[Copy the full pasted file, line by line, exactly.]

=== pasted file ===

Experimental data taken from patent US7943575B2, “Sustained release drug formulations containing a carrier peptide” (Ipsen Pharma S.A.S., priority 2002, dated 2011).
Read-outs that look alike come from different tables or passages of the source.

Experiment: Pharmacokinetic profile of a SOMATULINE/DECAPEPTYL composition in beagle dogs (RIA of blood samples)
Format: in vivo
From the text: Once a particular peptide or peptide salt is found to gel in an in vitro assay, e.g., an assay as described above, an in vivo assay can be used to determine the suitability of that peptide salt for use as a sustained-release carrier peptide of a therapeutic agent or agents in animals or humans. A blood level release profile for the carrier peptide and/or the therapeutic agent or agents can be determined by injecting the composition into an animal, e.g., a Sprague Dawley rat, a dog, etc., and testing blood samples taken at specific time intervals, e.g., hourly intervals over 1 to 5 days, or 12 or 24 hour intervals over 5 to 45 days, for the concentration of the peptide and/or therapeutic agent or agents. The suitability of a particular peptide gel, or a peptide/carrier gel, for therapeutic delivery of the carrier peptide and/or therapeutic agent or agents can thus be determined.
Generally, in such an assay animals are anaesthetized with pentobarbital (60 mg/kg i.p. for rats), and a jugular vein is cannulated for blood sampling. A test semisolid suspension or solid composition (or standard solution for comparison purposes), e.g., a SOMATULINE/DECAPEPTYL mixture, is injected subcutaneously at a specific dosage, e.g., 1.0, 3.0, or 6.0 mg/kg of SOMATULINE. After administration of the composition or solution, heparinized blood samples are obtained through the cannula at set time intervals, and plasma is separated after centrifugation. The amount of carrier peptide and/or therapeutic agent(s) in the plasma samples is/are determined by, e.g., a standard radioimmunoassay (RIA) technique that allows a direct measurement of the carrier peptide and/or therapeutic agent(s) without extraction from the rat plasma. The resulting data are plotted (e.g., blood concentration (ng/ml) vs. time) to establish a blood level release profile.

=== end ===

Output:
Experimental data taken from patent US7943575B2, “Sustained release drug formulations containing a carrier peptide” (Ipsen Pharma S.A.S., priority 2002, dated 2011).
Read-outs that look alike come from different tables or passages of the source.

Experiment: Pharmacokinetic profile of a SOMATULINE/DECAPEPTYL composition in beagle dogs (RIA of blood samples)
Format: in vivo
From the text: Once a particular peptide or peptide salt is found to gel in an in vitro assay, e.g., an assay as described above, an in vivo assay can be used to determine the suitability of that peptide salt for use as a sustained-release carrier peptide of a therapeutic agent or agents in animals or humans. A blood level release profile for the carrier peptide and/or the therapeutic agent or agents can be determined by injecting the composition into an animal, e.g., a Sprague Dawley rat, a dog, etc., and testing blood samples taken at specific time intervals, e.g., hourly intervals over 1 to 5 days, or 12 or 24 hour intervals over 5 to 45 days, for the concentration of the peptide and/or therapeutic agent or agents. The suitability of a particular peptide gel, or a peptide/carrier gel, for therapeutic delivery of the carrier peptide and/or therapeutic agent or agents can thus be determined.
Generally, in such an assay animals are anaesthetized with pentobarbital (60 mg/kg i.p. for rats), and a jugular vein is cannulated for blood sampling. A test semisolid suspension or solid composition (or standard solution for comparison purposes), e.g., a SOMATULINE/DECAPEPTYL mixture, is injected subcutaneously at a specific dosage, e.g., 1.0, 3.0, or 6.0 mg/kg of SOMATULINE. After administration of the composition or solution, heparinized blood samples are obtained through the cannula at set time intervals, and plasma is separated after centrifugation. The amount of carrier peptide and/or therapeutic agent(s) in the plasma samples is/are determined by, e.g., a standard radioimmunoassay (RIA) technique that allows a direct measurement of the carrier peptide and/or therapeutic agent(s) without extraction from the rat plasma. The resulting data are plotted (e.g., blood concentration (ng/ml) vs. time) to establish a blood level release profile.